Congress continues to consider same bills without taking action
DENVER—Tomorrow, Thursday November 16, the Senate Energy and Natural Resources committee will hold a business meeting to consider pending legislation. Many of the bills being considered are land protection bills, some of which have been considered many times in previous years but have repeatedly died due to gridlock and dysfunction in Congress.
Two recent analyses by the Center for Western Priorities show how dysfunction in Congress is inhibiting progress on land conservation. First released in May 2022 and updated in March 2023, Conservation Gridlock shows which states are leading on conservation and which are failing to live up to their reputations as conservation leaders. In November 2022, CWP released Languishing Lands, which highlights 19 Western landscapes that have been proposed for protection through bills that have repeatedly failed to make it through Congress, despite receiving markup sessions.
The Languishing Lands report found that, as of one year ago, over 16 million acres of public land were unprotected due to inaction by Congress. Five bills featured in the Languishing Lands report are being considered yet again in tomorrow’s committee meeting: the Wild Olympics Wilderness and Wild and Scenic Rivers Act; the Colorado Outdoor Recreation and Economy (CORE) Act; the Protecting Unique and Beautiful Landscapes by Investing in California (PUBLIC) Lands Act; the Malheur Community Empowerment for the Owyhee Act; and the Pecos Watershed Protection Act. Together, these bills represent over 3 million of the 16 million acres profiled in Languishing Lands.
Meanwhile, President Joe Biden continues to deliver conservation wins that help bring the nation closer to its goal of protecting 30 percent of lands and waters by 2030. The President has protected public lands by designating them as national monuments using his authority under the Antiquities Act. In this calendar year alone, Biden has protected over 1.4 million acres of public land through the creation of three national monuments: Avi Kwa Ame in Nevada; Castner Range in Texas (featured in Languishing Lands); and Baaj Nwaavjo I’tah Kukveni-Ancestral Footprints of the Grand Canyon National Monument in Arizona (featured in Languishing Lands). These were preceded by his designation of the 53,800-acre Camp Hale-Continental Divide National Monument, which protected some of the landscapes proposed for protection in the CORE Act. The CORE Act, which is being considered yet again in tomorrow’s committee meeting, was altered following the designation of the monument to include protections for the remaining landscapes.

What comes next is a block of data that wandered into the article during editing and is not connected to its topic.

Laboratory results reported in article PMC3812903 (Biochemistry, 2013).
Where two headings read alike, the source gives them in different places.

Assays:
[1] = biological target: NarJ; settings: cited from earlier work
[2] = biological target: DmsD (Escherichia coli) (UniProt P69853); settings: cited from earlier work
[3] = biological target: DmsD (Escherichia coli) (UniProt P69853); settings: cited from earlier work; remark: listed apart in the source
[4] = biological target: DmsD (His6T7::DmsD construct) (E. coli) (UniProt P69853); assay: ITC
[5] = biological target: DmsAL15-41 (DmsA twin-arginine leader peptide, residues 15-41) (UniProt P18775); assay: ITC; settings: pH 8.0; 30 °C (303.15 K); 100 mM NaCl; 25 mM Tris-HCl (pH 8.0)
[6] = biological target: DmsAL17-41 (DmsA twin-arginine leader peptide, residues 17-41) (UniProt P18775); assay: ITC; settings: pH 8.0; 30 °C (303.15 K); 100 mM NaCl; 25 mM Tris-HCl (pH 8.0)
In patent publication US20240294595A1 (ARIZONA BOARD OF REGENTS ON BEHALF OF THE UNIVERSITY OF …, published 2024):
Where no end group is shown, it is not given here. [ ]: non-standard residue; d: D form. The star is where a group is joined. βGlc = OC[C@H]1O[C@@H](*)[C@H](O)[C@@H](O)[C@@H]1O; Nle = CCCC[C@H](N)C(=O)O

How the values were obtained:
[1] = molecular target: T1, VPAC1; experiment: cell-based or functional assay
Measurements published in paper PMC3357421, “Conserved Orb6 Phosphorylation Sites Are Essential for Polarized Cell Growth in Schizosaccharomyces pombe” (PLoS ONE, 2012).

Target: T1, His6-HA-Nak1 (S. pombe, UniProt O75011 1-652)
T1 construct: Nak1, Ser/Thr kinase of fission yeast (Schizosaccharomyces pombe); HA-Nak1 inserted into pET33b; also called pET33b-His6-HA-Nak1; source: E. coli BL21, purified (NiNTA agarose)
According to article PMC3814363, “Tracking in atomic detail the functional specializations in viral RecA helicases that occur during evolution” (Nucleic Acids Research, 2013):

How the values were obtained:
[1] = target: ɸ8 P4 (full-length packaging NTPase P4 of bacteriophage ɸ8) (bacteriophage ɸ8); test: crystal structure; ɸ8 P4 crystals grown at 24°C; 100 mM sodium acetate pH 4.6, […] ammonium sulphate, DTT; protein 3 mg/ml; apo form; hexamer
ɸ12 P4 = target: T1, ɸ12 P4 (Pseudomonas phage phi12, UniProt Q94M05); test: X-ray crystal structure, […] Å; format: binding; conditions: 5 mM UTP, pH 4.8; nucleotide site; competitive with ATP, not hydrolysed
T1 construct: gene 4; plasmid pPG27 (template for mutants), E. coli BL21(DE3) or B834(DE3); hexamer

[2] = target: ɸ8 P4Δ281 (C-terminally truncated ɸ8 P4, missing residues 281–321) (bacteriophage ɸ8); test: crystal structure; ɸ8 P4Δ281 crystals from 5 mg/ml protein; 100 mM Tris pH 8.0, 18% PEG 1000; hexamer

Western voters consistently and overwhelmingly support land protection. More than 7 in 10 voters in every Western state support presidential action to establish national monuments, according to the 2023 State of the Rockies Conservation in the West Poll (slide 29). And 82 percent of Western voters support the goal of protecting 30 percent of U.S. land and water by 2030, according to the same poll (slide 32).
The Center for Western Priorities released the following statement from Policy Director Rachael Hamby:
“In the face of continuing loss of land to development and a worsening climate crisis, it’s laudable that the Senate is once again spending time on thoughtfully-crafted and broadly-supported conservation bills. But we have to be realistic and acknowledge that most of these bills will never see the light of day again. The current Congress struggles to get any legislation over the finish line. By contrast, the Biden administration continues to make great strides protecting America’s public lands. Westerners want to see progress on land conservation, and they don’t care how it’s done.”
Featured image: Dungeness River watershed, Olympic National Forest; USFS, Flickr